Guy Kicked Off Comcast For Using Too Many Cloud Services

from the why-broadband-caps-suck dept

One of the key concerns we've had about the rise of broadband caps is that they don't take into account the fact that more and more data and services are moving online. When companies put in place data caps -- such as Comcasts' 250 gigs or AT&T's 150 gigs, they always highlight how this really only impacts a tiny percentage of users. But, the truth is that as more things go online, and more data is moved to "the cloud," it's really not that hard to bump up against these caps... and apparently the penalties are harsh. Andre Vrignaud lost his Comcast account for going over 250 GB two months in a row, mainly from using various legal online services, including Pandora and Netflix. He had also switched to a new online backup service, and the initial upload used up a bunch of bandwidth. He did admit to downloading a few things via BitTorrent (a UK show not available in the US), but it seems clear that most of his internet usage was perfectly legitimate. And now he has no account, and Comcast won't let him back on for a year. They won't even let him buy a more expensive package.

Yes, his data usage may have been extreme, but these kinds of services are becoming more common, and as we start to see even more new services, there are going to be a lot more stories of people bumping up against these caps. The truth is that the ISPs could upgrade their networks to handle this traffic. And it's not even that hard to do so. But with these caps they don't have to move as fast, and can slow down improving things -- which is what Wall Street likes. It just sucks if you're someone who, you know, actually wants to use the internet for what it enables.

Filed Under: broadband cap, cloud
Companies: comcast

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  1. icon
    Derek Kerton (profile), 14 Jul 2011 @ 6:48pm

    Re: Re: Re: Re: Mike, how DO you reconcile your demands that

    No, I don't think it's a good thing. I'd rather have unlimited for free. I would like all resources to be unlimited and free.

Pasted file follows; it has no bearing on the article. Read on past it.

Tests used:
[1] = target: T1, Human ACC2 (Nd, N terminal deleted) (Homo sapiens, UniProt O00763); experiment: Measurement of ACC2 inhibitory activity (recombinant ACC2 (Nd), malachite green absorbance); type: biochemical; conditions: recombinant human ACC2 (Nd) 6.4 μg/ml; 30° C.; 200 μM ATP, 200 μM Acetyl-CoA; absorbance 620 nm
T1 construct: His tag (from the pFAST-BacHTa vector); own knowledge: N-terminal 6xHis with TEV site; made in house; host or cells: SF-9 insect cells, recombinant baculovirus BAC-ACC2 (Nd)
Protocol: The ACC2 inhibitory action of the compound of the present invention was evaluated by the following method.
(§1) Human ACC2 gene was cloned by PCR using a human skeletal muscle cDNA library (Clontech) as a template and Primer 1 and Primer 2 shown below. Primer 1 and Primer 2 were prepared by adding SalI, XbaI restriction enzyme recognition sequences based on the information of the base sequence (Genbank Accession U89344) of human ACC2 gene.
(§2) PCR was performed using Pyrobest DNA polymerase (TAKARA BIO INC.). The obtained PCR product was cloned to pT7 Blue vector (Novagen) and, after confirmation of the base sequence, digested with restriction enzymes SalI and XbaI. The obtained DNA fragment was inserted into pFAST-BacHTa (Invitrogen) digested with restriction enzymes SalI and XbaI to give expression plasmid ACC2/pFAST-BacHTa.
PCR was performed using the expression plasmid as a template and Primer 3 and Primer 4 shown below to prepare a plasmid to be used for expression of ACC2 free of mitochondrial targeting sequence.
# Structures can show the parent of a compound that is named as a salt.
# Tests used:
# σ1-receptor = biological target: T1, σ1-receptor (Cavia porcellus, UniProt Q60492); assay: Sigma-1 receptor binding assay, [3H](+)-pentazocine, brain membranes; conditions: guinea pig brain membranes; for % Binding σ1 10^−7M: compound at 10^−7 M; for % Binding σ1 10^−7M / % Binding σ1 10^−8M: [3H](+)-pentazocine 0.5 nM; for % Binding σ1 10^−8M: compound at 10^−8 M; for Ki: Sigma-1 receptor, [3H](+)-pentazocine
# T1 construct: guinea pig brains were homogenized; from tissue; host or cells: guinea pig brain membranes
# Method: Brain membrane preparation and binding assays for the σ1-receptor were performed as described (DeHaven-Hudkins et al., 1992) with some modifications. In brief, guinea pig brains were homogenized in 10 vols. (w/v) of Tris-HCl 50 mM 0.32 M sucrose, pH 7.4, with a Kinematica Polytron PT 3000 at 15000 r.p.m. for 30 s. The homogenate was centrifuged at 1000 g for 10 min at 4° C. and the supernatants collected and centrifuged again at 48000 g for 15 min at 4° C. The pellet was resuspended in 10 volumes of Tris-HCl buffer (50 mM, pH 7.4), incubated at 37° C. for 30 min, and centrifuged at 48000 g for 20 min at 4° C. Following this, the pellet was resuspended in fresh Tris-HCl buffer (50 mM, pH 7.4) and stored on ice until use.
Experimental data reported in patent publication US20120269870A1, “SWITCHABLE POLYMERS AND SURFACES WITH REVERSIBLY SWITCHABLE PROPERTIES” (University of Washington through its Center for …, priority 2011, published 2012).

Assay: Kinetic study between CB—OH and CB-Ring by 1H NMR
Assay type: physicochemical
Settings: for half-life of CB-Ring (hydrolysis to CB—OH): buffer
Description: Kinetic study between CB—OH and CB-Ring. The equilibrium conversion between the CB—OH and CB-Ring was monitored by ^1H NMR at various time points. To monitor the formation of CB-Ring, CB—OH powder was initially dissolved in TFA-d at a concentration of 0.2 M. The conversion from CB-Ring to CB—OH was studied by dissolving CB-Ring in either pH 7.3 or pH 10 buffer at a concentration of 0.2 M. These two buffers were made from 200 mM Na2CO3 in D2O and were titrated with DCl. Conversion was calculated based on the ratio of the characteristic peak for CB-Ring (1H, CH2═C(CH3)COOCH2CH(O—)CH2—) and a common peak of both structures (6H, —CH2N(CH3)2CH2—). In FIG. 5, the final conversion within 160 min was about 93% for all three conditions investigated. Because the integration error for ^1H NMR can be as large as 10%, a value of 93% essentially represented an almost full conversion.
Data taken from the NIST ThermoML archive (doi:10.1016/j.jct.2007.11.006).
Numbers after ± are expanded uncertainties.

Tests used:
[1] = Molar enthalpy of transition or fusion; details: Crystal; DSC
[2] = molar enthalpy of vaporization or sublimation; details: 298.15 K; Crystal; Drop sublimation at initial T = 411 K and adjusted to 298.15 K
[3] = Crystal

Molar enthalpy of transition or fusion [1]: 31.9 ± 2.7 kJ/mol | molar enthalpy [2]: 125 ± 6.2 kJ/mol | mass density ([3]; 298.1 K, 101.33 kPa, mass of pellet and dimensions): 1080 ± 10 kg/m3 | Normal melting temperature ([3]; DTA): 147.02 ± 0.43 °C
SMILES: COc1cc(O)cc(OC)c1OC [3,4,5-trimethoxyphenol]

And yes, I think services like Netflix will have additional challenges in an era of throughput caps. And I also think that ISPs that offer video content have ulterior motives in protecting their own video businesses.

    Yes, caps will restrict our culture, entertainment, etc, etc.

    But...since when was it Comcast's cultural role to provide you with unlimited entertainment and culture no matter the cost? Since when is it their concern that Netflix suffers?

    If we could build networks with unlimited capacity that could deliver unlimited content to your home, that would be great. But could we not also build a library next door to every home, which would increase culture as well? But it would probably be expensive to capitalize that, right, so we agree to share libraries among a greater number of people. Building unlimited capacity for Internet would also drive up the cost, and that would be passed on to us.

    You can't go from a broadcast media to a unicast media world and expect it to be free, or just rolled up into the bill you paid for email and web pages. If people want to do much, much more with the Internet, there is a real cost to pay. This will not kill culture, but yes, it will restrict it following economic rules around scarce resources.

    I actually am more optimistic, too. I think what will happen is that content providers will start to be more conscious of the bandwidth their users consume, so they will offer options to scale back. Netflix actually just launched an option to reduce video resolution if the user wants. I think people will still choose to watch streaming content, and information, and culture, but will consider the cost. You know, weight the costs against the benefits, kinda like every other decision that involves scarce resources.

    We don't leave the lights on, because there is a cost. Yet we seem fully capable of using the lights when appropriate, and shutting them off when we're not in the room, or we can make due with less light. Why can't this new utility, the Internet, be used in the same way?

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